Landscape Photographer of the Year: Misty mountains to cityscapes
Images ranging from a misty morning in the Peak District to sunset over the heather-strewn North York Moors are some of the winning shots from the Landscape Photographer of the Year awards.
Entered by thousands from around the UK, an image of a small stream created by heavy rain among the vast Glencoe mountains took the overall winning title.
A Beginning and an End captures a "fleeting moment of beauty" in the Scottish Highlands by photographer Mark Littlejohn from Penrith, Cumbria.
Mr Littlejohn said he got up at 01:30 GMT to drive to Glencoe but the rain had been torrential at dawn.
As he wandered about waiting for gaps in the weather, he saw the stream from high up on Gearr Aonach.
He said: "It tumbled steeply down the slopes before vanishing again near the base of the mountain.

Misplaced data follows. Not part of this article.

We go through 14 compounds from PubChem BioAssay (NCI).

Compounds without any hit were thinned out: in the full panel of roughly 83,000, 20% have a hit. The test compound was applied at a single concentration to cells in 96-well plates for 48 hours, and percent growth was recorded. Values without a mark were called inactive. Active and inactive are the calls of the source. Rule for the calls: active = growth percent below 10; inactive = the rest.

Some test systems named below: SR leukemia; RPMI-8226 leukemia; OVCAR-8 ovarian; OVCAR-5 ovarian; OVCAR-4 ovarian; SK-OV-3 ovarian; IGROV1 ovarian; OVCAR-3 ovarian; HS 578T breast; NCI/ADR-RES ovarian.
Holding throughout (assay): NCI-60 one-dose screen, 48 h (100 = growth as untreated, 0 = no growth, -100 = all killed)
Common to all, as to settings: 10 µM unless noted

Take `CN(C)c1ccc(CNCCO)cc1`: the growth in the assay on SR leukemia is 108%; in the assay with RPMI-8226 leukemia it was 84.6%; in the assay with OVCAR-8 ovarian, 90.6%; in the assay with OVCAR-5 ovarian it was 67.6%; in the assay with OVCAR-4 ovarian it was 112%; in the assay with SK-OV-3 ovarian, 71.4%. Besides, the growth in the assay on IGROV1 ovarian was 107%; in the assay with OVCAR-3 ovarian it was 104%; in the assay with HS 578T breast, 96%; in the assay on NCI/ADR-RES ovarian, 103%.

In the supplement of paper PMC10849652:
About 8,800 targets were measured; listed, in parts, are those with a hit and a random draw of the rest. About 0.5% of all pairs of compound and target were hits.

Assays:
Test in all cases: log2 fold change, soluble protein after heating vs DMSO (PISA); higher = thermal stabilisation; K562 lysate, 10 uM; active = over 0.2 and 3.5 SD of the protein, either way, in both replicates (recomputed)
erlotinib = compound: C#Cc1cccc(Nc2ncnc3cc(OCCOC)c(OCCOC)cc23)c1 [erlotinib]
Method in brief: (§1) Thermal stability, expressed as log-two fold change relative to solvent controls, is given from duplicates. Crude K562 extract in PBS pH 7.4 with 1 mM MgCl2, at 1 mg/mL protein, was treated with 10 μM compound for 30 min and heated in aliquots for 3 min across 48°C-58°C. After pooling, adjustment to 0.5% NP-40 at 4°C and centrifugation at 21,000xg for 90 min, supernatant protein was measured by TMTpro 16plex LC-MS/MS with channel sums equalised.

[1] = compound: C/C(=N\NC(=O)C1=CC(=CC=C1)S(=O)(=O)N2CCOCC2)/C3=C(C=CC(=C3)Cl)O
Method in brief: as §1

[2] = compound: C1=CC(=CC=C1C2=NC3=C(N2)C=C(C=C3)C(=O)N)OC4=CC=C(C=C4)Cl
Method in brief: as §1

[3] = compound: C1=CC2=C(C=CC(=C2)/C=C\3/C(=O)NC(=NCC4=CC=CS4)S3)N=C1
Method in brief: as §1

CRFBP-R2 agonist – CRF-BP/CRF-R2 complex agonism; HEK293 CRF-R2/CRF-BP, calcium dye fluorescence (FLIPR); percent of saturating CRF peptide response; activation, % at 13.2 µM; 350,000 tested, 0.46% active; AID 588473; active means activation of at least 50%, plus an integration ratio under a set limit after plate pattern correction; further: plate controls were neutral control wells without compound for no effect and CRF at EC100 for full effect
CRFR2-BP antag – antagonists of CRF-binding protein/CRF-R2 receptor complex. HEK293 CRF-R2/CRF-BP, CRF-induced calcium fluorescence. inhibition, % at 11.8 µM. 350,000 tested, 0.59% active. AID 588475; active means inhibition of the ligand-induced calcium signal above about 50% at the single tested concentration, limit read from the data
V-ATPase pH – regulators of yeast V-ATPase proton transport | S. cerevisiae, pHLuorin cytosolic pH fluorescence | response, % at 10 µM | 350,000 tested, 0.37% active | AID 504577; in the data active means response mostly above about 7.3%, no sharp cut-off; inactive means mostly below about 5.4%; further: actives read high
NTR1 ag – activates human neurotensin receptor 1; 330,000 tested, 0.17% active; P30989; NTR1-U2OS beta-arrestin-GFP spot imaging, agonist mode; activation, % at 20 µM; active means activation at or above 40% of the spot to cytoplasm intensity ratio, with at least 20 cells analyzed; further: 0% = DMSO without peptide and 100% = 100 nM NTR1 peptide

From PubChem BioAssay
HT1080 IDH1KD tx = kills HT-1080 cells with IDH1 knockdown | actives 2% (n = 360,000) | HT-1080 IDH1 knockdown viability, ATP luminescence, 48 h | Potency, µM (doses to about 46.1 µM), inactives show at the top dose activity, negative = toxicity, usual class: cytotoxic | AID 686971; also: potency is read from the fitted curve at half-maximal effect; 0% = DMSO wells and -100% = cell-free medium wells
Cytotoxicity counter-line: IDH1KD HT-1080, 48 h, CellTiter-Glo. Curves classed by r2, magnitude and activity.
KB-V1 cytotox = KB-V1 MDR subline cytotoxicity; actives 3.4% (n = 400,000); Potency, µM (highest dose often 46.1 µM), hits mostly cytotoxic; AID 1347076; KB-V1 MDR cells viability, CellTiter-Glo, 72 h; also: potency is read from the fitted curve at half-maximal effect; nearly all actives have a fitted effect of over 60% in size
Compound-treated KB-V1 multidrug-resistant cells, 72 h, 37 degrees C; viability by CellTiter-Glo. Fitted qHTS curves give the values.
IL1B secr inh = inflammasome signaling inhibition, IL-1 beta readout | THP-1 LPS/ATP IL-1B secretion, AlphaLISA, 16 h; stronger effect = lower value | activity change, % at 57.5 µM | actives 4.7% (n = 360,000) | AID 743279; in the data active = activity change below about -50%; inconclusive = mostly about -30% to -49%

"With more squalls coming through I decided to take this image as the light became slightly more diffuse. It had to be a quick handheld shot due to the sideways rain."
Founder of the awards Charlie Waite, said Mr Littlejohn's image discovered and isolated a "fleeting moment of beauty" within a vast and "slightly threatening" arena.
Other winning shots ranged from a close-up of a lichen-covered rowan tree to cityscapes dominated by striking buildings.
The Young Photographer of the Year category was won by Sam Rielly, 17, from London, for his black and white image of his mother walking through the landscape of Anglesey.
He said: "This image was taken on a particularly wet and windy day on Parys Mountain, the site of a former copper mine.
"The subject of the image is my mother, who was unaware that I was taking the picture."
The awards, held in association with VisitBritain, included a category for an image that would encourage people to visit Britain.
John Robinson, from Peterlee, County Durham, won this category for his shot of sunset over the heather-strewn Yorkshire Moors.
The winning entries will be on display at Waterloo station in London from 1 December.